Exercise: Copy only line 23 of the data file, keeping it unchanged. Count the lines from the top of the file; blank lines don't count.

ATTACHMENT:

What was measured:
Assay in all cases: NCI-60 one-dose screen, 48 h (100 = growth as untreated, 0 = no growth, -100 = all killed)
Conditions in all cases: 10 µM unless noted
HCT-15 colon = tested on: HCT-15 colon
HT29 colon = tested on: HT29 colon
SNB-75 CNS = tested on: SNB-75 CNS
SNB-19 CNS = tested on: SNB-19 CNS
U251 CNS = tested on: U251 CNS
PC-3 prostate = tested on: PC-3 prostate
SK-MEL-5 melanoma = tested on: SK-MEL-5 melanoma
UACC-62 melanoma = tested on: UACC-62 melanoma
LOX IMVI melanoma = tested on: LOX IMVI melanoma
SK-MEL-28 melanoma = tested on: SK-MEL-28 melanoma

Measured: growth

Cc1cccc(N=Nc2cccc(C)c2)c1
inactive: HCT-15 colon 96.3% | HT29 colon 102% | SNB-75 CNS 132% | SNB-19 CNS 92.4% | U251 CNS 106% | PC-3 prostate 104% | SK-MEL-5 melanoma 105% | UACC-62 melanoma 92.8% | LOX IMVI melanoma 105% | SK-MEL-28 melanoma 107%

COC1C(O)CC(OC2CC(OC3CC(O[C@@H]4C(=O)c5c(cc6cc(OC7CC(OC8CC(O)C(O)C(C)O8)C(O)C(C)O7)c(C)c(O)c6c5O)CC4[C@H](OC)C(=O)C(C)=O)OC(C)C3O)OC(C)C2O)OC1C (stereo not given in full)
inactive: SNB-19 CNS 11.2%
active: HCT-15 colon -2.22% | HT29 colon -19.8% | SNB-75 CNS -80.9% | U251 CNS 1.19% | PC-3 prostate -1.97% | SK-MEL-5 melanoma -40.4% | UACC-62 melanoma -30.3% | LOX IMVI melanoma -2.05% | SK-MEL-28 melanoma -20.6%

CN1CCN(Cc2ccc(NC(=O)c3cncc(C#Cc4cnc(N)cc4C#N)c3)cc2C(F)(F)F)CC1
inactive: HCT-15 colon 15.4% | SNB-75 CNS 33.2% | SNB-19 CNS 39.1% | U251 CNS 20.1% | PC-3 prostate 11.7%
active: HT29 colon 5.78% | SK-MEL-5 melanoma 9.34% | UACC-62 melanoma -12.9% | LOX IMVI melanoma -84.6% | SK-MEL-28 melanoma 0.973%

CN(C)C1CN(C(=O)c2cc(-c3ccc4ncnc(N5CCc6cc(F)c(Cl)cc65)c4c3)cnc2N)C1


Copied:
CN(C)C1CN(C(=O)c2cc(-c3ccc4ncnc(N5CCc6cc(F)c(Cl)cc65)c4c3)cnc2N)C1